In Lurie's paper *Tannaka Duality for Geometric Stacks*, it is essentially shown that specifying a morphism of geometric objects

$$ f \colon X \to Y$$

is equivalent to giving a corresponding pullback morphism, which is a symmetric monoidal functor

$$ f^* \colon \mathrm{QC}(Y) \to \mathrm{QC}(X),$$

where $\mathrm{QC}$ indicates the category of quasi-coherent sheaves.

In actuality, Lurie proves the following result.

**Theorem 5.11.** Suppose that $(S,\mathcal{O}_S)$ is a ringed topos which is local for the étale topology, and that $X$ is a geometric stack. Then the functor

$$ T \colon f \mapsto f^* $$

induces an equivalence of categories

$$ T \colon \mathrm{Hom}( (S, \mathcal{O}_s), \mathrm{Sh}(X_\mathrm{\acute{e}t})) \to \mathrm{Hom}(\mathrm{QC}(X), \mathcal{O}_S\mathrm{-Mod}).$$

*Short explanation:*

Here the Hom functor on the left is taken in the (2-)category of locally ringed toposes, and on the right it corresponds to the tensor functors, which are symmetric monoidal functors which also preserve finite colimits, with an additional tameness condition.

(A stack is said to be geometric if it is quasi-compact, and the diagonal morphism is representable and affine.)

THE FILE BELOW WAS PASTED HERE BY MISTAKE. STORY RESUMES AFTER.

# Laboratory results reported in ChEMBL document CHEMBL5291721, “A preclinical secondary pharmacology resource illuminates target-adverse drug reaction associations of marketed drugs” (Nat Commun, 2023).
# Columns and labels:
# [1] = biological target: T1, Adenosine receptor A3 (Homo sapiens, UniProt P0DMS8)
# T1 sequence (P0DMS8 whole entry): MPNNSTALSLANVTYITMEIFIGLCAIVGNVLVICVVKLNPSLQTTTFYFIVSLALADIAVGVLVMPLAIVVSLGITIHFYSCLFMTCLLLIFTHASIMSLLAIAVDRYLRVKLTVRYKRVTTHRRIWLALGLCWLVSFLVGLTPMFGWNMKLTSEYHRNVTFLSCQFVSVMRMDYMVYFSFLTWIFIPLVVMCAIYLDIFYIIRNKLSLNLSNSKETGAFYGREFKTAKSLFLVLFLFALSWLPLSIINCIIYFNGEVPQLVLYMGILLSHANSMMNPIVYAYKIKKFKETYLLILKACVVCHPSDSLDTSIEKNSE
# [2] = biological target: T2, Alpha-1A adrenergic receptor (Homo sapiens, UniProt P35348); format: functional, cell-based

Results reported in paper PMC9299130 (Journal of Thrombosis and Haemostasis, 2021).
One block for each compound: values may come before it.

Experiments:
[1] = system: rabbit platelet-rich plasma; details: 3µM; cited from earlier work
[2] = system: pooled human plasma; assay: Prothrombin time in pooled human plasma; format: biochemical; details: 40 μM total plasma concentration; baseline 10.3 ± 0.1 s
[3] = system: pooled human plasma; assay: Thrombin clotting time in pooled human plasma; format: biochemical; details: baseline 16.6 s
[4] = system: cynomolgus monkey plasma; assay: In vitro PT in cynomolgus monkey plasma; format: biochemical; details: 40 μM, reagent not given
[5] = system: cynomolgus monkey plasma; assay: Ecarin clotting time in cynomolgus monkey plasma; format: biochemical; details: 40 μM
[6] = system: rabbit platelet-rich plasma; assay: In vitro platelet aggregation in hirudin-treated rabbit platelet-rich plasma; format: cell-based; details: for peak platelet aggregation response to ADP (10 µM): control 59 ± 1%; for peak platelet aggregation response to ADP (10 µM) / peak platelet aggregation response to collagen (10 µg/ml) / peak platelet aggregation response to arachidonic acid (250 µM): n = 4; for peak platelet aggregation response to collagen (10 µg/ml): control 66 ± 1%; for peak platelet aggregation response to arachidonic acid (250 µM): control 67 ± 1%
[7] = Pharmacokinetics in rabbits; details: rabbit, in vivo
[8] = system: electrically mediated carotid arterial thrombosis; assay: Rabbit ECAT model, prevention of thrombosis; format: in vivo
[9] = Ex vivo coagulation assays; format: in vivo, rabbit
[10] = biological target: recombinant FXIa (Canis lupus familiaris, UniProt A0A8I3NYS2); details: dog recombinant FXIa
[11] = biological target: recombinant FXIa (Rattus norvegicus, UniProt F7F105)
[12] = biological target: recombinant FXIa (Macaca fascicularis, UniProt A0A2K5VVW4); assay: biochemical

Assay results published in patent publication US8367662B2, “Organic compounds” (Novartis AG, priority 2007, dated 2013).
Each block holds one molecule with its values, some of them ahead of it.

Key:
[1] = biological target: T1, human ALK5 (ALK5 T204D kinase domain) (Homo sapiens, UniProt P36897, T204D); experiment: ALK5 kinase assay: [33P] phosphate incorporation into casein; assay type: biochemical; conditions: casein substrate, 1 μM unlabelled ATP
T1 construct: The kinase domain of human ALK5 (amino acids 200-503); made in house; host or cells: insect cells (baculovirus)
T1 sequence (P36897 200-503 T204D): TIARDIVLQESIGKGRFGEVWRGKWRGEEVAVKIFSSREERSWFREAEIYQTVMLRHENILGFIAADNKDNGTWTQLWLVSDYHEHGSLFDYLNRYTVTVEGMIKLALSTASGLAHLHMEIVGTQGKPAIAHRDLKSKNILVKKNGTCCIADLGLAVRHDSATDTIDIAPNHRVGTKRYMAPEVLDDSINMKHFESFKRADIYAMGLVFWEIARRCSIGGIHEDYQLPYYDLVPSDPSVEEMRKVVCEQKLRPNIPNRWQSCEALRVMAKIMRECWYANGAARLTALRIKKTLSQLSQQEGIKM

Now I don't see how to recover from this the usual Tannakian reconstruction results, for instance that given a neutral Tannakian category I can recover an algebraic group (by looking at automorphisms of the fibre functor) whose category of representations is this category I started with.

In his helpful answer, David Ben-Zvi mentions that from Lurie's result, we can find that having a faithful fibre functor from our Tannakian category $\mathcal{C}$ to $K$-vector spaces means that $\mathcal{C}$ is the category of quasi-coherent sheaves on some classifying stack $\mathbf{B}G$ (or, more accurately, on some $G$-gerbe if we are not just working over an algebraically closed field). However, I fail to see why this is so; in particular, Lurie does not seem to have a result about essential surjectivity of the above functor $T$, and I don't see how one would deduce such a thing from the previously mentioned theorem.

Sorry if this is all too trivial, David Ben-Zvi's answer left me wanting for a fuller understanding of the picture.